But anyway, the point here isn’t to compare and contrast American versus Chinese investments and influences in Central Asia, but to see if China in fact can be considered a major player there. While CNPC’s purchase of PetroKazakhstan raised eyebrows, it only came after CNOOC’s unsuccessful bid on Unocal—something of a consolation prize, in a way. Let’s go back to Sean-Paul Kelly’s excellent look at China’s real influence in the region. While sniping at a poorly-written article on China’s influence in Central Asia, he hits upon some really key points which I’ll summarize below:

  • Though most setbacks for the U.S. have been primarily about the U.S. (either its condemnation of Andijon, it’s debt practices in Kyrgyzstan, or its meek requests to pretty please stop torturing people in Turkmenistan), there is an effort to make it about China.
  • Their population policies in Xinjiang are so unbalanced they’re negatively impacting Kazakhstan.
  • The Chinese essentially renounced imperial ambitions west of the Tien Shan after the Battle of Talas in 751.
  • Thinking the Chinese “love” of the Uighurs means they have a natural stake in the area is at best fallacious and at worst purposefully deceitful.
  • While energy is a force in the area, there are larger (and quite local) cultural influences in the region that will eventually affect its fate.

There is, of course, a lot more in Kelly’s post, which I recommend re-reading.

So, what is it? Does China in fact have any soft power in Central Asia, and if so is it a significant force? Obviously, not being there in person limits how much I could evaluate that. But I do know this: China still doesn’t always fare well in a competitive environment. China has made modest gains in Africa and South East Asia only because no one else has given the regions much thought. In Central Asia, where the countries have a choice of European, Russian, or American influences to choose from in addition to Chinese, China hasn’t been as wildly successful.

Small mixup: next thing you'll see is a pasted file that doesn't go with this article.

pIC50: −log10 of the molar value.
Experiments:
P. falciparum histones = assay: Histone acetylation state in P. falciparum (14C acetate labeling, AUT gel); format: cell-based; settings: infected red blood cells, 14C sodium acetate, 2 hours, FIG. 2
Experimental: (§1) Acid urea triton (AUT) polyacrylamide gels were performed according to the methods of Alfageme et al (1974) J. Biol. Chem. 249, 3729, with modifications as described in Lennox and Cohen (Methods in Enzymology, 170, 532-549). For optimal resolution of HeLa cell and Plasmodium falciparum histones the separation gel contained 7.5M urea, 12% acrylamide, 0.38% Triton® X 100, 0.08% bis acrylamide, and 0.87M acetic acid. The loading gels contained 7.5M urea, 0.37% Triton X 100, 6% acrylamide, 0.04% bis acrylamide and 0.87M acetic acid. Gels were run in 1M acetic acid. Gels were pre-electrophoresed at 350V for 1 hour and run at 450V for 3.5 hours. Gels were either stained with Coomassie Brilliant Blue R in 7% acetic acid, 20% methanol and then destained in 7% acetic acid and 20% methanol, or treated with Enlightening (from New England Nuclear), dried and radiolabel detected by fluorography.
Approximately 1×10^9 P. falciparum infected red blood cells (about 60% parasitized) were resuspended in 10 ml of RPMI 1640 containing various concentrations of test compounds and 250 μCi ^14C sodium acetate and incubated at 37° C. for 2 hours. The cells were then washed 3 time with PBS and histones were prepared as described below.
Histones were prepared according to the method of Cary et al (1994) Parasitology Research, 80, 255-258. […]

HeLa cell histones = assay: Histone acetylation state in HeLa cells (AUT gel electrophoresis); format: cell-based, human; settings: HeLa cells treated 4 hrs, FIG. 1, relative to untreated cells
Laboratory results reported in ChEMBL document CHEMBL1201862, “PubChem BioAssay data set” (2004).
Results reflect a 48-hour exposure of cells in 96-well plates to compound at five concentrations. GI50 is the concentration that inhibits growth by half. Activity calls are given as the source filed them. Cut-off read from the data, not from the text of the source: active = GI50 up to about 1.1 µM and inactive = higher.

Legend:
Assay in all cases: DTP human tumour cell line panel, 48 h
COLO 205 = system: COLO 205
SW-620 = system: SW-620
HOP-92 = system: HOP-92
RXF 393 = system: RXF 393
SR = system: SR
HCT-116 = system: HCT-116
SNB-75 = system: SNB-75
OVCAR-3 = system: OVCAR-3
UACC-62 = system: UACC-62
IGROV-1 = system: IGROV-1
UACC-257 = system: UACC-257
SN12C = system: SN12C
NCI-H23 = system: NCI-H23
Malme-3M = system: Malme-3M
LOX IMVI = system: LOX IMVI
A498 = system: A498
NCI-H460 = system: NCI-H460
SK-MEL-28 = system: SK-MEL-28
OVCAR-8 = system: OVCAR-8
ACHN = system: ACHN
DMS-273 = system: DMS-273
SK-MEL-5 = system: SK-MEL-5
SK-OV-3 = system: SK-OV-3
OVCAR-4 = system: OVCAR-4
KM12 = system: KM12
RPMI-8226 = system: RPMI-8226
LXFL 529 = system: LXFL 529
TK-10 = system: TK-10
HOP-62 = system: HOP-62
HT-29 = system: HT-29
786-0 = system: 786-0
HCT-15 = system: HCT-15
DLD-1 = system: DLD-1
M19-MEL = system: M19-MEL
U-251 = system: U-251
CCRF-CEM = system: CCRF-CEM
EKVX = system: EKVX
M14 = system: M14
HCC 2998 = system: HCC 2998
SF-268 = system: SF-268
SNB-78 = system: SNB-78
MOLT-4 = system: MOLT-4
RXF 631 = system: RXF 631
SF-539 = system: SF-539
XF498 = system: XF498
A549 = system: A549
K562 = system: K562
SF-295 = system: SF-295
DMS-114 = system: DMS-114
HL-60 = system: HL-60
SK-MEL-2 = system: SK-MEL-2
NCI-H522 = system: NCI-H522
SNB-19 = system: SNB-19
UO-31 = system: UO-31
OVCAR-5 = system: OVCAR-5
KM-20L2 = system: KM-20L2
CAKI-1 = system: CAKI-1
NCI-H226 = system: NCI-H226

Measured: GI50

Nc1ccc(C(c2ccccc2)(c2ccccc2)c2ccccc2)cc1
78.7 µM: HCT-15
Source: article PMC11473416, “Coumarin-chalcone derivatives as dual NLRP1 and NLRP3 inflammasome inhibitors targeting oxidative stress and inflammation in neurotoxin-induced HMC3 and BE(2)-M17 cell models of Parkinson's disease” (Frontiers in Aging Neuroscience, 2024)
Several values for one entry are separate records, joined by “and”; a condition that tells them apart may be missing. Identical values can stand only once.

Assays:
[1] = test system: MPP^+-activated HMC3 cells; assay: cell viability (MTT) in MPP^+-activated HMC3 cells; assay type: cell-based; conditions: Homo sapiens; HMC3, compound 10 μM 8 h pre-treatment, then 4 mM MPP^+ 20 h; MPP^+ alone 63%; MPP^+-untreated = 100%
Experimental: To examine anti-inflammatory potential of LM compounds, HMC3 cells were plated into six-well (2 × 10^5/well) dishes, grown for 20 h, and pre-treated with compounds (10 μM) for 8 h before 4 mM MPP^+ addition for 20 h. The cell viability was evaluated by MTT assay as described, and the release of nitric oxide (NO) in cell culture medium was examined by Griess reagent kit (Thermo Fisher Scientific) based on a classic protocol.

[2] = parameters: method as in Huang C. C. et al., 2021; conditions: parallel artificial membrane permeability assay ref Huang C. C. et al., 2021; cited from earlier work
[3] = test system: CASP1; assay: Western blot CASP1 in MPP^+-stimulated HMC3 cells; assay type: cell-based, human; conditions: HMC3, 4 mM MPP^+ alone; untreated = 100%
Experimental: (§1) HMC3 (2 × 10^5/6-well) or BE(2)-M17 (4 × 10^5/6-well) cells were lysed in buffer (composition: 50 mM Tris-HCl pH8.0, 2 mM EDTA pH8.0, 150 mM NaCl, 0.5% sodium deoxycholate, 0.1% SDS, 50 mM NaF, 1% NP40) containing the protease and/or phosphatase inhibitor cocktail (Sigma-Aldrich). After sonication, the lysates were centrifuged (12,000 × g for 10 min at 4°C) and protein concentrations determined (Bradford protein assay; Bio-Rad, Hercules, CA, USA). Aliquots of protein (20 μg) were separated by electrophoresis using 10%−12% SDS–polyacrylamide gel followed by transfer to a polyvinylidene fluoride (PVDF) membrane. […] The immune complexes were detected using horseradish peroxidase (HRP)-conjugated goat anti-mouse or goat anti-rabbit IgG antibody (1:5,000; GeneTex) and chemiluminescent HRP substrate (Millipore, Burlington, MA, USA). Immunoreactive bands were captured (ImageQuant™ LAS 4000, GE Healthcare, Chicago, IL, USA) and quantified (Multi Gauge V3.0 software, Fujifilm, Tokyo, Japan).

More importantly, at least for this discussion, Kurlantzick seems to be confusing Soft Power and Economic Power, which are two very different things. Soft power is traditionally measured (if it can be at all) in terms of things like cultural affinity and “warm and fuzzy” feelings (Nye called it “attractiveness” or some such). While China has established a Confucius Institute for Chinese-language and -Cultural Studies in Uzbekistan, it’s not like people are running out to buy Mao suits.

Indeed, no other country on earth has yet figured out how to compete with American cultural products. Exiled Tibetan monks buried deep into the jungles of India ask western journalists for Michael Jackson cassettes; in National Geographic you see Mongolian teenagers putting Britney Spears posters on the walls of their ger; the NBA is turning into as much of a global marketing presence as the EPL; and so on, and so on. That’s not to say other cultures and other countries don’t exert a lot of influence, but still it’s difficult to escape American culture and norms—or their attractiveness to young people. I remember quite vividly in Karaganda the college students asking me to write out Eminem lyrics so they could translate, and one night trying to fall asleep while a flat under mine was playing Jay-Z quite loudly.

That is changing, however. American soft power is very much on the decline, thanks to our government’s many mistakes in the War on Terror. But American soft power has traditionally moved in cycles, depending on America’s fortunes. The real question is: what might displace it? There is the potential for more European values and cultural icons to crop up, but it’s just as likely they’ll be rejected. The celebration of Nauryz in Kazakhstan, and its modern convergence with the Iranian Novruz festival, might hint at some other non-western cultural inroads. But I can’t for the life of me think of any other kinds of countries the ‘Stans aspire to be: it’s no longer the U.S., it was never Turkey, it probably won’t be Iran, most people there don’t really want it to be Russia, and it probably won’t be China.